Herring are mysterious fish: their shoal migrations are difficult to fathom, their movements and behaviour notoriously uncertain. Yet, for centuries, the elusive silver darlings had provided an important boost to the incomes of the crofting communities along the upper reaches of Loch Fyne. Loch Fyne is the longest of Scotland’s sea lochs, extending inland for more than forty miles. By the early 1800s, around the shores of the east and west upper loch, were clustered many small communities, growing bere, kale and potatoes on small crofts, supporting their family with a cow or pig or two and, when the season was right, fishing for herring. Soft-mouthed herring cannot be caught with lines, and in upper Loch Fyne they were traditionally trapped with wide-meshed drift nets. Like gigantic curtains, these nets would be drawn out at night, before the herring rose to feed, hanging down into the depths of the water from cork buoys floating on the surface. Made of flax, and weighted down with ropes, these nets were huge, unwieldy, and difficult to maintain. Because the location of the herring shoals could rarely be accurately predicted, drift-net fishing could be somewhat hit and miss, owing more to chance than to design. Retrieving the herring from the laden nets was hard and heavy work, and the nets themselves required continual drying and repair to ensure their good condition. But one or two small vessels with well-maintained drift nets might serve a whole community: several local men could hold a share in a boat, and hence a share of its profits, and herring caught by the drift-net method could be quickly sold on to the curing merchants, who, in season, stationed their large processing “busses”, ready to salt each new catch, at the top of Loch Fyne.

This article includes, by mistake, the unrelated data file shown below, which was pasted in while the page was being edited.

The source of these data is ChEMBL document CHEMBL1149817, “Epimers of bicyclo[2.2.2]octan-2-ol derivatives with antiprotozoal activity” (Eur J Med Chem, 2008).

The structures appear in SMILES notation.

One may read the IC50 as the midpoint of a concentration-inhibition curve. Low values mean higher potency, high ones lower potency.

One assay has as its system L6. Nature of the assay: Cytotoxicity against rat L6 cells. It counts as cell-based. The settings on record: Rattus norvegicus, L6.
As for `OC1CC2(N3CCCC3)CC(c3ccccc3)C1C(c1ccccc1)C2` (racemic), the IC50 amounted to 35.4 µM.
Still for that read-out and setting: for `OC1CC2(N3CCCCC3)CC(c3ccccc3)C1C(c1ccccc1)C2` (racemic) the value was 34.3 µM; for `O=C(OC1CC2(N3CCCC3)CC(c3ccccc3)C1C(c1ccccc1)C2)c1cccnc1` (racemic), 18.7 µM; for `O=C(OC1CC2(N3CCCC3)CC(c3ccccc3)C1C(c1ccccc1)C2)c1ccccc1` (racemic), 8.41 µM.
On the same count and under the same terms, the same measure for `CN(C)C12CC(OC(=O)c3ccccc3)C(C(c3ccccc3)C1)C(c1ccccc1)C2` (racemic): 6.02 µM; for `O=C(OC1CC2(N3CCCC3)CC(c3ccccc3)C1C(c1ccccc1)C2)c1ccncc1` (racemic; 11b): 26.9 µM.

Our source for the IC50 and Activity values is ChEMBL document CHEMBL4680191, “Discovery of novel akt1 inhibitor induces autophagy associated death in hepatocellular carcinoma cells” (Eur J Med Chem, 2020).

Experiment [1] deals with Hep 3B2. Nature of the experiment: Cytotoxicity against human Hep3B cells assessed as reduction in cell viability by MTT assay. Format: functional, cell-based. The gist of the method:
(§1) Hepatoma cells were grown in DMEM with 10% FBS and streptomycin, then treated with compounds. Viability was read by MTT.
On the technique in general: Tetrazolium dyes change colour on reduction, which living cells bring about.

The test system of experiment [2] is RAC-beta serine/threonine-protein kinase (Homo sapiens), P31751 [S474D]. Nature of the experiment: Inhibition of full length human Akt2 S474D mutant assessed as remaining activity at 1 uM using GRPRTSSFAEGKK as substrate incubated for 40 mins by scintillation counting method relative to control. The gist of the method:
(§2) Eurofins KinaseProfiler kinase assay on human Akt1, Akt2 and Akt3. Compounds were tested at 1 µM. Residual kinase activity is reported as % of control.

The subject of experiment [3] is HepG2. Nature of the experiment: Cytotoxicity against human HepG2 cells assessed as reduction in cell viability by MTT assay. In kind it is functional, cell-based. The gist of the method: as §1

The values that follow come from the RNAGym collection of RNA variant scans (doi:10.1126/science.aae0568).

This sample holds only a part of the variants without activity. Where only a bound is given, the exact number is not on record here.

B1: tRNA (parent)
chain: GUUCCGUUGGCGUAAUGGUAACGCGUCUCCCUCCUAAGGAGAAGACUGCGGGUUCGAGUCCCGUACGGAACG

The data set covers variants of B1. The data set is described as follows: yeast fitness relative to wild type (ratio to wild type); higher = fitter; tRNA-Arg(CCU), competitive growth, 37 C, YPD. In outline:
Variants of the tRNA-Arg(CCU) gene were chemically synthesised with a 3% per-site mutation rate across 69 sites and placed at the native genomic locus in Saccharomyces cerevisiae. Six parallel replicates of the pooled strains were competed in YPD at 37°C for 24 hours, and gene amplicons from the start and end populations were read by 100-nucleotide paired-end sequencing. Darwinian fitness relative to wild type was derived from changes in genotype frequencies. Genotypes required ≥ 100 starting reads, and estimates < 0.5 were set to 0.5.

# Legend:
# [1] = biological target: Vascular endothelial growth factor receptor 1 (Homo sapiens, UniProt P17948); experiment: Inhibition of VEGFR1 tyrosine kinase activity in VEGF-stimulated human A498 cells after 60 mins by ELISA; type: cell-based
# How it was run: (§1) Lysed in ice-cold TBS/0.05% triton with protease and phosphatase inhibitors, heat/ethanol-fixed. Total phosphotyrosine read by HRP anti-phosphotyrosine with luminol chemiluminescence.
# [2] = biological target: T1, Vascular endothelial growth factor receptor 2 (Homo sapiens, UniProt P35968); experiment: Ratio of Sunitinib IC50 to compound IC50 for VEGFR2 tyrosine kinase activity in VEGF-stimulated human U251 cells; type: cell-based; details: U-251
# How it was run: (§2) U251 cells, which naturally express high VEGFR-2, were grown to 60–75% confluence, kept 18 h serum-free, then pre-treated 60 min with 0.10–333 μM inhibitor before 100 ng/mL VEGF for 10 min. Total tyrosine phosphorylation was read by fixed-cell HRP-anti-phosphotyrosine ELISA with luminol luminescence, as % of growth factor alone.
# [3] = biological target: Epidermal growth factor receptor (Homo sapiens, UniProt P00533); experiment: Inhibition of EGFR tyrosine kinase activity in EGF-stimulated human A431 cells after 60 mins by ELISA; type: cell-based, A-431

By the early 1800s, herring was a lucrative and highly sought after catch, both for the domestic market, and increasingly for export, as herring preserved by the salt “Scotch cure” provided the empire with a cheap and easily transportable source of protein. In the decades that preceded emancipation, between 50,000 and 80,000 barrels of cured herring were exported annually from Scotland to the Caribbean, to feed the enslaved people whose labour generated huge profits for Scottish plantation owners, many of whom, of course, hailed from Argyll. Greenock fish merchants, Glasgow curers, West Indian exporters: everyone was cashing in on the herring boom, and the fishing communities of Argyll were no exception. Close to Cowal, on the neighbouring peninsula of Kintyre, was the coastal village of Tarbert, where, unlike the mixed, marginal, crofting communities of upper Loch Fyne, fishing provided a continuous livelihood for the area’s working men. So as well as catching herring around the mouth of Loch Fyne, Tarbert fishermen liked to work further out at sea, seeking different catches of different types around the inland waters of neighbouring peninsulas, down towards the Clyde and up towards the Minch. By the 1830s, Tarbert’s enterprising and highly mobile fishermen had begun to try out different methods of catching herring, actively seeking out the shoals rather than waiting for them to show up. They tested lighter nets with smaller meshes, in which many more (and younger) herring might be caught, and they experimented with a new way of trapping and catching the elusive fish. Rather than the hit-or-miss drift net curtain, their new method involved two boats working together, actively locating, pursuing, and encircling a shoal with a lightweight net of drawstring bag-like construction. Chasing and trapping the fish in this way was peculiarly skilled, exacting work: experienced crewmen could “read” the position of the herring from tiny signs in the dark water and calculate the position of their nets by feeling a shoal’s vibration against a wire.